21 Facts About Pamplona


Pamplona, historically known as Pampeluna in English, is the capital city of the Chartered Community of Navarre, in Spain.

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Pamplona is considered to be the founder of Pompaelo, "as if Pompeiopolis" in Strabo's words, which became Pamplona, in modern Spanish.

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In 466 to 472, Pamplona was conquered by the Visigoth count Gauteric, but they seemed to abandon the restless position soon, struggling as the Visigoth kingdom was to survive and rearrange its lands after their defeats in Gaul.

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From 755 until 781, Pamplona remained autonomous, probably relying on regional alliances.

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The bishops of Pamplona recovered their ecclesiastical leading role; during the previous centuries, isolated monasteries, especially Leyre, had actually held the religious authority.

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Pamplona became a Castilian-Spanish outpost at the foot of the western Pyrenees.

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The modernization of the walls was intended mainly to keep locals in check and strengthen the outpost Pamplona had become on the border with independent Navarre, a close ally of France.

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Pamplona has in recent years taken great care to integrate and preserve its fortifications for modern use.

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Pamplona is listed as a city with one of the highest standards of living and quality of life in Spain.

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Pamplona is located in the middle of Navarre in a rounded valley, known as the Basin of Pamplona, that links the mountainous north with the Ebro valley.

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Climate of Pamplona is classified as an oceanic climate with influences of a semicontinental Mediterranean climate.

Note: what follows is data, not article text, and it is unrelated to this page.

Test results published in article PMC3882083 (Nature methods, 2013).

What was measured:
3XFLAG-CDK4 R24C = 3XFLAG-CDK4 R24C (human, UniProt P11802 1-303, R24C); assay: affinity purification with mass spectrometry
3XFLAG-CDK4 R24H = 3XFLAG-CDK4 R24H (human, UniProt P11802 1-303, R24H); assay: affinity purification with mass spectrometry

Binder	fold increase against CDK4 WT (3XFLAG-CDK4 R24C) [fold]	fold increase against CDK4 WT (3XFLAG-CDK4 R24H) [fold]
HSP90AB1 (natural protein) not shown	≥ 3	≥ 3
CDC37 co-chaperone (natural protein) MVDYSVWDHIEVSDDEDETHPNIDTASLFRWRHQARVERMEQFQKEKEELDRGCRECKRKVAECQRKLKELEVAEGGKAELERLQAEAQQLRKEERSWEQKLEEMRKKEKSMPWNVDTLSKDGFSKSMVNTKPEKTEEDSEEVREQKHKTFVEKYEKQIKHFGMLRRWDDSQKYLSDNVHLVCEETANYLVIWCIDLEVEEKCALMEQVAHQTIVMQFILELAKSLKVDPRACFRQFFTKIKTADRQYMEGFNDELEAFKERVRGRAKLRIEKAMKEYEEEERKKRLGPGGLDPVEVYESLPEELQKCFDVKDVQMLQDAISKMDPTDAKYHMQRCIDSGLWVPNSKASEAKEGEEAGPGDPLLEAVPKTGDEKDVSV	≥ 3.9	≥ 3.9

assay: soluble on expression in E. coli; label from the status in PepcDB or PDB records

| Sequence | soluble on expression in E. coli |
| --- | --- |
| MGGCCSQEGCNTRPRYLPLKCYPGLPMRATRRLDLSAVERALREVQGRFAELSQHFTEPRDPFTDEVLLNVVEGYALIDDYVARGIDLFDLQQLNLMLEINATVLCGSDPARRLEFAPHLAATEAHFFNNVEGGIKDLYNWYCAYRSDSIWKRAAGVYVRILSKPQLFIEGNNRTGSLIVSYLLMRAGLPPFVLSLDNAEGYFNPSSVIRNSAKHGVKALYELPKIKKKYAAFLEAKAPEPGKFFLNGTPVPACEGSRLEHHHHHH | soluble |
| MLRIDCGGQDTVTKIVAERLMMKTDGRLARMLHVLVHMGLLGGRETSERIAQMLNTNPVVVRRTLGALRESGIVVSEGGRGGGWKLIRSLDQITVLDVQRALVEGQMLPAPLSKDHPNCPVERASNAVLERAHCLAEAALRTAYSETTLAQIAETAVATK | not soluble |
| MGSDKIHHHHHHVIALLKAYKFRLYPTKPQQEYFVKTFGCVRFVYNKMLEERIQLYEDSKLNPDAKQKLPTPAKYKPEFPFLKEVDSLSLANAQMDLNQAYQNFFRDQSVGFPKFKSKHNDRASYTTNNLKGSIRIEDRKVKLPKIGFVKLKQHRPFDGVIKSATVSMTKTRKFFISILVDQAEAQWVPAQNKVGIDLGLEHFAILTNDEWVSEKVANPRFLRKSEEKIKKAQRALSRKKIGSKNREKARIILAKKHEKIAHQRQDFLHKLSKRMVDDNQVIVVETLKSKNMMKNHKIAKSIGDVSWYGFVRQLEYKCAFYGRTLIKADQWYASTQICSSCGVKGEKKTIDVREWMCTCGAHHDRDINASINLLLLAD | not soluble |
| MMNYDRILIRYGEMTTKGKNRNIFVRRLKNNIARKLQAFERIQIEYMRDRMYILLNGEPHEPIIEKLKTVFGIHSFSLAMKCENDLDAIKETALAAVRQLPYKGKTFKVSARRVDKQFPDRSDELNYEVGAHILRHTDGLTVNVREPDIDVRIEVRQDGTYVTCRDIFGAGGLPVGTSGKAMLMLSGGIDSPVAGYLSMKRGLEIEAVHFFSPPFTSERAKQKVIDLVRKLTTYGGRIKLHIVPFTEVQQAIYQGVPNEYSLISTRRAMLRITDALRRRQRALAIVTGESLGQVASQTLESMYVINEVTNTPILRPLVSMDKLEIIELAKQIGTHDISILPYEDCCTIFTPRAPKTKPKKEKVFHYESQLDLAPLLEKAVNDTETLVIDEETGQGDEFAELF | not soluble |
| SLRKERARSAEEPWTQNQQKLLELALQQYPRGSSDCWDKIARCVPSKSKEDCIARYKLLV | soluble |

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Urban expansion of Pamplona exceeded the administrative limits of the city and involved municipalities like Baranain, Burlada, Villava, Ansoain, Berriozar, Noain or Huarte in a larger metropolitan area.

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The urbanization of Pamplona, being from anterior designs, is not constrained by the grid plan.

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Pamplona has shifted in a few decades from a little administrative and even rural town to a medium-size city of industry and services.

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Pamplona is the main commercial and services centre of Navarre.

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Two most important museums in Pamplona are the Museo de Navarra, devoted to the archaeological and artistic heritage of Navarre, and the Museo Diocesano of religious art, located in the cathedral.

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Pamplona is the first Spanish city in the French way of the Way of Saint James.

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Pamplona has hosted the Sarasate Violin International Competition biennially since 1991, and the annual Punto de Vista International Documentary Film Festival, the most important Spanish documentary film festival, since 2004.

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Pamplona is linked by motorways with neighbouring Zaragoza, San Sebastian, Vitoria (1995) and Logrono (2006).

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The most notable architect in twentieth century Pamplona was Victor Eusa, whose designs were influenced by the European expressionism and other avant-garde movements.

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Pamplona is home to the headquarters of The International Federation of Basque Pelota.

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